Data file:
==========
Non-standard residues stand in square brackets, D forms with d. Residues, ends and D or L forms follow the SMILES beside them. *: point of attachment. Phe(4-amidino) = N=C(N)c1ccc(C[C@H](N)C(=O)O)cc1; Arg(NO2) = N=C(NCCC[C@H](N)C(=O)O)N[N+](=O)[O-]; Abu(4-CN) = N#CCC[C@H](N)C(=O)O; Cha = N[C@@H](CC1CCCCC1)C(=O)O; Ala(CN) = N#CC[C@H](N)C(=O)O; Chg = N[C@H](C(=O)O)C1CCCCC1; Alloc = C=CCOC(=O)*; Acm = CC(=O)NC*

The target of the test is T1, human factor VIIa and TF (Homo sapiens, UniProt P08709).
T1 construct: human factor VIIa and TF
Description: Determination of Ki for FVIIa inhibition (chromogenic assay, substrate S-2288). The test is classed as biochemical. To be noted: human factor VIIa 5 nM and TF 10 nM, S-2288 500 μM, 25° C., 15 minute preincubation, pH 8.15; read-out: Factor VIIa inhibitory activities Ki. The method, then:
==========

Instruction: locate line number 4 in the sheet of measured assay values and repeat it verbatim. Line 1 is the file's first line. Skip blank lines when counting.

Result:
Description: Determination of Ki for FVIIa inhibition (chromogenic assay, substrate S-2288). The test is classed as biochemical. To be noted: human factor VIIa 5 nM and TF 10 nM, S-2288 500 μM, 25° C., 15 minute preincubation, pH 8.15; read-out: Factor VIIa inhibitory activities Ki. The method, then: